Darren Ellis has a Postgrad Diploma in Exercise Science, specializing in Exercise Physiology and Nutrition and is currently completing an MSc. His passion is nutrition and strength training for improved performance, health and body composition, which he practices with the University of Auckland Exercise Rehab Clinic, Unisports Center for Sports Performance  and as a Sports Nutrition intern with Sport and Exercise Science NZ.  He can be contacted at performancewellbeing@gmail.com

 

References

1.       Woolf K. Manore MM. B-vitamins and exercise: does exercise alter requirements? International Journal of Sport Nutrition & Exercise Metabolism. 16(5):453-84, 2006 Oct.

2.       Childs A, Jacobs C, Kaminski T, Halliwell B, Leeuwenburgh C. Supplementation with vitamin C and N-acetyl-cysteine increases oxidative stress in humans after an acute muscle injury induced by eccentric exercise. Free Radic Biol Med. 2001 Sep 15;31(6):745-53.

3.       Greenwald, P. Anderson, D. Nelson, SA. Taylor, PR. Clinical trials of vitamin and mineral supplements for cancer prevention. Division of Cancer Prevention, National Cancer Institute, National Institutes of Health, Bethesda, MD American Journal of Clinical Nutrition. 85(1):314S-317S, 2007 Jan.

4.       Goran Bjelakovic, MD, DrMedSci; Dimitrinka Nikolova, MA; Lise Lotte Gluud, MD, DrMedSci; Rosa G. Simonetti, MD; Christian Gluud, MD, DrMedSci.

Mortality in Randomized Trials of Antioxidant Supplements for Primary and Secondary Prevention JAMA. 2007;297:842-857.

5.       Shing CM. Jenkins DG. Stevenson L. Coombes JS. The influence of bovine colostrum supplementation on exercise performance in highly trained cyclists. [Journal Article. Randomized Controlled Trial. Research Support, Non-U.S. Gov't] British Journal of Sports Medicine. 40(9):797-801, 2006 Sep.

6.       Mero, A. Nykanen, T. Keinanen, O. Knuutinen, J. Lahti, K. Alen, M. Rasi, S. Leppaluoto, J. Department of Biology of Physical Activity, University of Jyvaskyla, Jyvaskyla, Finland. Protein metabolism and strength performance after bovine colostrum supplementation. Amino Acids. 28(3):327-35, 2005 May.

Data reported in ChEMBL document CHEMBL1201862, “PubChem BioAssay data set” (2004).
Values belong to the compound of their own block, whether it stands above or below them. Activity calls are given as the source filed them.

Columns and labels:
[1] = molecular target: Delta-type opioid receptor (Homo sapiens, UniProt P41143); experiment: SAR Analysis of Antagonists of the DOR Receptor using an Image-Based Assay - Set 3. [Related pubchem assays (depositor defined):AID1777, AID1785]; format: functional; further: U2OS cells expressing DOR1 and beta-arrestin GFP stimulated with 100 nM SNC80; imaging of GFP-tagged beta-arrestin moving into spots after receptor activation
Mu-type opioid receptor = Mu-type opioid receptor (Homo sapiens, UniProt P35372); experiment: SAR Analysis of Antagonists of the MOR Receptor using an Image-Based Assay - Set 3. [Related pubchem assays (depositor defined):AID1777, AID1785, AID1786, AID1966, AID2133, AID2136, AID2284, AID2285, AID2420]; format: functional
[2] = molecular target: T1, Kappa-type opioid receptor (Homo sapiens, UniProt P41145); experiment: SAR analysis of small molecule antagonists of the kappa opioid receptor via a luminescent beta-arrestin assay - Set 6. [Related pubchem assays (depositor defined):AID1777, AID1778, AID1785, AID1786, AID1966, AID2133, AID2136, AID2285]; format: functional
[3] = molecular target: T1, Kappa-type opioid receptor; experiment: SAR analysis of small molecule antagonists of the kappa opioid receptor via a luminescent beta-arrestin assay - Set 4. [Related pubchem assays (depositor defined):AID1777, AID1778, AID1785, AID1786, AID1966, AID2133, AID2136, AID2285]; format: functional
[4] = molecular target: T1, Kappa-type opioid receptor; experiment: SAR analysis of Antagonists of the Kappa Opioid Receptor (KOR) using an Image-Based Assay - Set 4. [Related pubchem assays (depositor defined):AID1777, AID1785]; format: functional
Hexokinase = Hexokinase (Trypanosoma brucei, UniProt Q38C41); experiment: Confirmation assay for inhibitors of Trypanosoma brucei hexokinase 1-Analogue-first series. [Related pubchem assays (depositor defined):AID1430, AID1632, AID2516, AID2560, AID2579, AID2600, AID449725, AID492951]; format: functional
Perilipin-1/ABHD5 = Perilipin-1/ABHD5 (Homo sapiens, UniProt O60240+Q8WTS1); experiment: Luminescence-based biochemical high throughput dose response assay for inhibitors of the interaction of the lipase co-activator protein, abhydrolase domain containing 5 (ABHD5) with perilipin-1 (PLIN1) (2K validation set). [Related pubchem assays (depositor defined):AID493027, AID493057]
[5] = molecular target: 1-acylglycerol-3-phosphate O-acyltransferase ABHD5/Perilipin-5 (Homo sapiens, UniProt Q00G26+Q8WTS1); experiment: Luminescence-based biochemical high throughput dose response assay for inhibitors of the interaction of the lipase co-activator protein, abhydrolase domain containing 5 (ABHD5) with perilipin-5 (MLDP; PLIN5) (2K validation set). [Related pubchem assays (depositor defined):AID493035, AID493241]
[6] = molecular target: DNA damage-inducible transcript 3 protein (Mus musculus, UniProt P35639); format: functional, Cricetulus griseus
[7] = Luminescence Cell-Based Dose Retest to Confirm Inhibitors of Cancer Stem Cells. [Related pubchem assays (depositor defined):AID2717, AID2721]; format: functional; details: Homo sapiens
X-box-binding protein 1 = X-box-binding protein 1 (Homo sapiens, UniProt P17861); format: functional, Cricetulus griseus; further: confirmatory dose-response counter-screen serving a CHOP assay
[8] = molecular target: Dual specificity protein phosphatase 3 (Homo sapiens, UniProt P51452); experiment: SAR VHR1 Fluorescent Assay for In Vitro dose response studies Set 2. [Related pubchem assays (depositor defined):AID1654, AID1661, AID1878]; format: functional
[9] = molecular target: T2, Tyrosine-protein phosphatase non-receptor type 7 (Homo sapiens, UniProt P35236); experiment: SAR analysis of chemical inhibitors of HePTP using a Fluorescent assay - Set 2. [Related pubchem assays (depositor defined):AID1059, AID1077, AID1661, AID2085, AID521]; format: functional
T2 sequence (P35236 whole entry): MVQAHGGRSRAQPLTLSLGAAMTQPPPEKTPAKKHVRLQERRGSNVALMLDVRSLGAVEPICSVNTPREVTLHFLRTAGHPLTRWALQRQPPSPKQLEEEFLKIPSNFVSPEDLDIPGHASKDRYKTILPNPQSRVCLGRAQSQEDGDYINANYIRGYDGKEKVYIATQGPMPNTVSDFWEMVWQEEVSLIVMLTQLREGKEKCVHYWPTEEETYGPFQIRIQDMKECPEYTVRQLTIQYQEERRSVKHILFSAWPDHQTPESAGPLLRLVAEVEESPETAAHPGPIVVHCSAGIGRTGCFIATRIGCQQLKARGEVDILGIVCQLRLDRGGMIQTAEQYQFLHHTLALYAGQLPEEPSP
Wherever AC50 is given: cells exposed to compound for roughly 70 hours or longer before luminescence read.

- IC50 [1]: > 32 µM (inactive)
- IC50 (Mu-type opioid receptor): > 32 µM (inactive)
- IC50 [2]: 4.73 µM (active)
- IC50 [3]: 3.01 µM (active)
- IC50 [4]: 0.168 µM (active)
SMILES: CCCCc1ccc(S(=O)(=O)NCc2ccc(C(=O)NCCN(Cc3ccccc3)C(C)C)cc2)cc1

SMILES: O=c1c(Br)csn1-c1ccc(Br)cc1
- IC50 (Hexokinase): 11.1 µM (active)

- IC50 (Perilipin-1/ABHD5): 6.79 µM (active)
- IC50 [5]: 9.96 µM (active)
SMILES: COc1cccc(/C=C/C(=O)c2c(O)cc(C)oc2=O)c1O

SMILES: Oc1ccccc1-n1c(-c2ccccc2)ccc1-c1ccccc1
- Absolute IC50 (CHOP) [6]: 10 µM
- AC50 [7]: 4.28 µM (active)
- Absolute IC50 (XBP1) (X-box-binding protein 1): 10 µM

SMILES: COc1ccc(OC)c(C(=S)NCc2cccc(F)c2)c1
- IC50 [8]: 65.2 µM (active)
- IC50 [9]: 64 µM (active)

7.       Buckley JD. Brinkworth GD. Abbott MJ. Effect of bovine colostrum on anaerobic exercise performance and plasma insulin-like growth factor I. [Clinical Trial. Comparative Study. Journal Article. Randomized Controlled Trial. Research Support, Non-U.S. Gov't] Journal of Sports Sciences. 21(7):577-88, 2003 Jul.

8.       Beaumier L, Castillo L, Ajami AM, Young VR. Urea cycle intermediate kinetics and nitrate excretion at normal and "therapeutic" intakes of arginine in humans. Am J Physiol. 1995 Nov;269(5 Pt 1):E884-96

9.        Hishikawa K, Nakaki T, Tsuda M, Esumi H, Ohshima H, Suzuki H, Saruta T, Kato R.

Effect of systemic L-arginine administration on hemodynamics and nitric oxide release in man. Jpn Heart J. 1992 Jan;33(1):41-8

10.    Colombani, P. Wenk, C. Kunz, I. Krahenbuhl, S. Kuhnt, M. Arnold, M. Frey-Rindova, P. Frey, W. Langhans, W.

INW Gruppe Ernahrungsbiologie, ETH Zentrum, Zurich, Switzerland.

Effects of L-carnitine supplementation on physical performance and energy metabolism of endurance-trained athletes: a double-blind crossover field study. European Journal of Applied Physiology & Occupational Physiology. 73(5):434-9, 1996.

11.    Stephens, Francis B. Constantin-Teodosiu, Dumitru. Laithwaite, David. Simpson, Elizabeth J. Greenhaff, Paul L.

Centre for Integrated Systems Biology and Medicine, University of Nottingham Medical School, Queen's Medical Centre, Nottingham NG7 2UH, United Kingdom.

An acute increase in skeletal muscle carnitine content alters fuel metabolism in resting human skeletal muscle. Journal of Clinical Endocrinology & Metabolism. 91(12):5013-8, 2006 Dec.

12.    Williams MH. Ergogenic and ergolytic substances. [Journal Article] Medicine & Science in Sports & Exercise. 24(9 Suppl):S344-8, 1992 Sep.

13.    Steben RE, Boudreaux P. The effects of pollen and protein extracts on selected blood factors and performance of athletes. Journal of Sports Medicine and Physical Fitness vol 18, pp221-226, 1978

14.    Mahan LK. Nutrition and the allergic athlete. J Allergy Clin Immunol. 1984 May;73(5 Pt 2):728-34.